I'd love to see some stats about historical household budgets - what % of income was spent on food 50 years ago versus luxury goods... I'm sure it's significantly different now. While cheap imports are available, I am not sure how to increase prices for the consumer. Think how much land fill could be saved if we reversed current trends.
As an audience member at last week's presentation, and ignoring the current topic as I agree with everyone's feedback, I would like to congratulate David Farley on an excellent presentation - it was fabulous - discussed some of the great technology that AACo use in their operation and the importance that they place on their staff including OH&S. I could listen to him all over again.
I can see cattle and sheep grazing in those community gardens as we speak! I totally agree with "Cynical Farmer". The international market is not an even playing field and we need to look after our farmers.
Remind me again - what is it that the current government wants to impose on us? How does this compare with what has been passed in the US?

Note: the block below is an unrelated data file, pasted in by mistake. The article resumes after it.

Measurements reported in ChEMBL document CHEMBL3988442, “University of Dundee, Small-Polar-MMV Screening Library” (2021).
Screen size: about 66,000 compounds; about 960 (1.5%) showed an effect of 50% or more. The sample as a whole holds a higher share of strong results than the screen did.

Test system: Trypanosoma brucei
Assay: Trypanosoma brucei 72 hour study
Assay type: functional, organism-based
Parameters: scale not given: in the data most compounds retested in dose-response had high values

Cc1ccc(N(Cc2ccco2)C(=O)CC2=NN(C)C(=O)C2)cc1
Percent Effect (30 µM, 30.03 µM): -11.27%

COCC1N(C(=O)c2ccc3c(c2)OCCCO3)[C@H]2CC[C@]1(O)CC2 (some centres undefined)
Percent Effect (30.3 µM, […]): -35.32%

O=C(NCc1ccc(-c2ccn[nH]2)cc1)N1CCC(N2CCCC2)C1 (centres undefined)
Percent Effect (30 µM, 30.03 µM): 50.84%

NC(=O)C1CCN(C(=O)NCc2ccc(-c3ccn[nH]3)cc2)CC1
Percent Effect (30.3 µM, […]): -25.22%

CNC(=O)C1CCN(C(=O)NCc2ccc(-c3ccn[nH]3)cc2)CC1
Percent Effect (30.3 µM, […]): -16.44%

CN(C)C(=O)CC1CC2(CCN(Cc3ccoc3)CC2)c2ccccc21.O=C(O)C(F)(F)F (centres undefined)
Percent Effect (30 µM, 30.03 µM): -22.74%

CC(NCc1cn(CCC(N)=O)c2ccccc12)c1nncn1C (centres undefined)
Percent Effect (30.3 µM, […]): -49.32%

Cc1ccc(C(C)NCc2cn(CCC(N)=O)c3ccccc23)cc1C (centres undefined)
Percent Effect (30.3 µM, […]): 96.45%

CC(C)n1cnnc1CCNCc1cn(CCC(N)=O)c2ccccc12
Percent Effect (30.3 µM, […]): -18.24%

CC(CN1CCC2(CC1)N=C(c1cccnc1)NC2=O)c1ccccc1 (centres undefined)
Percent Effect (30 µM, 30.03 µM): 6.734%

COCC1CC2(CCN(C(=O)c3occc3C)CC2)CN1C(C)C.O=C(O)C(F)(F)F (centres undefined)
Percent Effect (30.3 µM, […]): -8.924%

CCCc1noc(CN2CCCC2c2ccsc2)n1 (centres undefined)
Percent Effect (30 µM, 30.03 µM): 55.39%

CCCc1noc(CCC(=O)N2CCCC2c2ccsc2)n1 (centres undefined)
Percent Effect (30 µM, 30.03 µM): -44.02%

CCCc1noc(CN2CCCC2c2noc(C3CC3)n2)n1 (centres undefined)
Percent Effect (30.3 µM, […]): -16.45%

I can't express my thoughts any clearer than Trugger, Wrong Wong, Loc Hey, Ian Mott and Kevin Rude. I think "ditto" covers it.
Giving with one hand, taking with the other. The current government takes us into scary territory.
Loyalty to current programs that are working well and more focus on spending that will provide long term benefits (infrastructure, etc) would be welcome.
When there is an alternative to keeping hens in unnatural, restrictive conditions, which appear to be quite barbaric, then the alternative should be taken. Eggs are a convenient, versatile and cheap source of protein. Free range eggs are generally available for less than $6 per dozen which is more than cage eggs but still a bargain.
As a livestock producer, who receives some of GRDCs publications, I would say, don't throw out the baby with the bathwater. GRDC manages some great initiatives like NVT trial sites and provides what appear to be excellent updates to growers. I do note that all research projects aren't managed optimally, so potential room for improvement. Has the question been asked "how much production would we lose without GRDC?" I think this is a question worth considering alongside the question posed about how much benefit GRDC provides.
Unbelievable story - I can't imagine anyone buying flowers that had been dipped in roundup (ie imports) if they knew. I think we all like to minimise chemical use and exposure to chemicals when possible (though it seems chemicals are everywhere and to stop breathing is self defeating). Nice Valentine's Day gift - a bunch of roses with a hint of carcinogen. Maybe the flower growers could introduce labelling - Australian Grown or similar. Most of us would not think that flowers are imported. (I would suggest that imported flowers should be labelled as such but I'm sure that would be less likely to happen.)